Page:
ASALH President's Statement on Black History Month

Tyra Ware

The origins of African American History Month  is  found in the work of historian Dr. Carter G. Woodson, “the Father of Black History. ”  In 1926,  the organization now known as the Association for the Study of African American Life and History (ASALH) created Negro History Week to coincide with the birthdays of Frederick Douglass and Abraham Lincoln.  Since 1976 it has been celebrated as Black or African American History week.  The theme of the month is changed every year by ASALH.  Below is the executive summary regarding this year’s theme and the President of ASALH’s letter regarding this year’s theme, “The Crisis in Education.”  
The Crisis in Black Education Executive Summary 2017. The theme for 2017 focuses on the crucial role of education in the history of African Americans. ASALH’s founder Carter G. Woodson once wrote that “if you teach the Negro that he has accomplished as much good as any other race he will aspire to equality and justice without regard to race.” Woodson understood well the implications associated with the denial of access to knowledge and he called attention to the crisis that resulted from persistently imposed racial barriers to equal education. The crisis in black education first began in the days of slavery when it was unlawful for slaves to learn to read and write. In pre-Civil War northern cities, free blacks were forced as children to walk long distances past white schools on their way to the one school relegated solely to them. Whether by laws, policies, or practices, racially separated schools remained the norm in America from the late nineteenth century well into our own time. Throughout the last quarter of the twentieth century and continuing today, the crisis in black education has grown significantly in urban neighborhoods where public schools lack resources, endure overcrowding, exhibit a racial achievement gap, and confront policies that fail to deliver substantive opportunities. The touted benefits of education remain elusive to many blacks of all ages. Tragically, some poorly performing schools serve as pipelines to prison for youths. Yet, African American history is rich in centuries-old efforts of resistance to this crisis: the slaves’ surreptitious endeavors to learn, the rise of black colleges and universities after the Civil War, unrelenting battles in the courts, the black history movement, the freedom schools of the 1960s, and local community-based academic and mentorship programs that inspire a love of learning and thirst for achievement. Addressing the crisis in black education should be considered one of the most important goals in America’s past, present, and future.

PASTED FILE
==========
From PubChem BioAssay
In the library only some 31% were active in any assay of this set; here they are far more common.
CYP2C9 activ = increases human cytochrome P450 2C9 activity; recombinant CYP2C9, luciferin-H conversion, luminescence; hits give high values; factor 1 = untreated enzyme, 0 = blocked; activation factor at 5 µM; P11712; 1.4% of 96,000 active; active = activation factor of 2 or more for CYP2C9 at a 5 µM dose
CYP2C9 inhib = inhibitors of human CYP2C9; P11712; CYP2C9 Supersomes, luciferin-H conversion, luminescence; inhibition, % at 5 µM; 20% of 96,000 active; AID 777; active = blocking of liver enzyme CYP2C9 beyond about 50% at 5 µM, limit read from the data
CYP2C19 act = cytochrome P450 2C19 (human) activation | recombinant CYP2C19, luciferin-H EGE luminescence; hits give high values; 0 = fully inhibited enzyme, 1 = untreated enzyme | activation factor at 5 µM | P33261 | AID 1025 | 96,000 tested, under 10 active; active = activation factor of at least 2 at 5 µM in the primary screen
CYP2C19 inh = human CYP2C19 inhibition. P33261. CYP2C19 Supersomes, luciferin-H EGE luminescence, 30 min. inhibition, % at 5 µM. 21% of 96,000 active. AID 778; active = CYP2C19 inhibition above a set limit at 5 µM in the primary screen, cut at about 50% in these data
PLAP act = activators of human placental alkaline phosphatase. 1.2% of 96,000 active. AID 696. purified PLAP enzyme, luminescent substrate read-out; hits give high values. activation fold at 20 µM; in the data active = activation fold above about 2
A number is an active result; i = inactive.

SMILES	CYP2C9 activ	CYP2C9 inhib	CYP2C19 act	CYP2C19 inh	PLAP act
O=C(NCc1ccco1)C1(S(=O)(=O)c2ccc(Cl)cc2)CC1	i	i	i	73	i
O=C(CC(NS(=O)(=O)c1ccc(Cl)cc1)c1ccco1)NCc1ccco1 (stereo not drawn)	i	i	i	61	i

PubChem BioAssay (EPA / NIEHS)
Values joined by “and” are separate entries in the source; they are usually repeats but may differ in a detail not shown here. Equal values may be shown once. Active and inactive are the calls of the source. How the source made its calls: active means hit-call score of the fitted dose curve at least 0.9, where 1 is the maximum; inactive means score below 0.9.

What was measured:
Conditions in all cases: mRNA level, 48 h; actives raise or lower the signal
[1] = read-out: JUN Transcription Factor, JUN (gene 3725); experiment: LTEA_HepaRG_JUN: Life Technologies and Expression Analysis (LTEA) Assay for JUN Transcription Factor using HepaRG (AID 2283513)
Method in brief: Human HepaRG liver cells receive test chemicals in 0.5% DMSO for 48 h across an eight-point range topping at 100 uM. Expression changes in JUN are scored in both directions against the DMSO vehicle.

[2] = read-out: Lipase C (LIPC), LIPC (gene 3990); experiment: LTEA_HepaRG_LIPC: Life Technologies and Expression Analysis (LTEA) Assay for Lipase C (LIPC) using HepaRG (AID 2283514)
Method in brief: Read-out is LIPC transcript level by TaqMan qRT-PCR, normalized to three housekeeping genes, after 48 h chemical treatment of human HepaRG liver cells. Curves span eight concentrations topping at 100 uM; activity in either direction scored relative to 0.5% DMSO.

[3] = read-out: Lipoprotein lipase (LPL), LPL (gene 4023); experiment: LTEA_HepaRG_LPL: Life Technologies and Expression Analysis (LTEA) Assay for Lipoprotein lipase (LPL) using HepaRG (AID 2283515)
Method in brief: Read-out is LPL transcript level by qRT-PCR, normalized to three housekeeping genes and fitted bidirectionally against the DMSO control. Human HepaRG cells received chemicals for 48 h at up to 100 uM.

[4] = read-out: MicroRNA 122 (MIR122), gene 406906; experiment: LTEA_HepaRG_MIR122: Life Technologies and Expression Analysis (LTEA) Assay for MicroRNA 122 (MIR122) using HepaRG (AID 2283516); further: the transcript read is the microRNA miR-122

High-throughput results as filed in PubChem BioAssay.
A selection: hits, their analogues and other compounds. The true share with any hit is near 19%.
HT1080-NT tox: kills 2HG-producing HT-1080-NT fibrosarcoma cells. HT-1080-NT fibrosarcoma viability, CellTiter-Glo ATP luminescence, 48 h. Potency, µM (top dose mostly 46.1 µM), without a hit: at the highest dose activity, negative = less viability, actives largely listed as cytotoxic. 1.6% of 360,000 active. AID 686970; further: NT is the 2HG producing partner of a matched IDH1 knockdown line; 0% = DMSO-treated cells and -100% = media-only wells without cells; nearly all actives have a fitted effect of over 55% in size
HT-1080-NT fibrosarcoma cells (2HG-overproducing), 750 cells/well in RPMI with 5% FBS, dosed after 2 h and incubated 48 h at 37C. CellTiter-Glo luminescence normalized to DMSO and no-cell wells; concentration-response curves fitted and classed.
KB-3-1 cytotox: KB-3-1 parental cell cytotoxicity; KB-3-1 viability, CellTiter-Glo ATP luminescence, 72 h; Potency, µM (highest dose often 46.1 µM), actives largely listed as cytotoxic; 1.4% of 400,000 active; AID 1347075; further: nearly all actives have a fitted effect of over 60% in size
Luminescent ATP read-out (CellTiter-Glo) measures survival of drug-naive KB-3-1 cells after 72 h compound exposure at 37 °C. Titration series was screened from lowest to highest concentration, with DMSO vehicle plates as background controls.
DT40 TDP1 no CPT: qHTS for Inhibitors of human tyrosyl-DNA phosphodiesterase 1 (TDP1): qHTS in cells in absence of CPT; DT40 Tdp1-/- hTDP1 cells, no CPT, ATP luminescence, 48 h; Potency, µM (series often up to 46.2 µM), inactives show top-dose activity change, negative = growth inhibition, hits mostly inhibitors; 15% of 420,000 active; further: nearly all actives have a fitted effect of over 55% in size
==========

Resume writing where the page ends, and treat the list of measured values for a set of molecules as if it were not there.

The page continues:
Link to Letter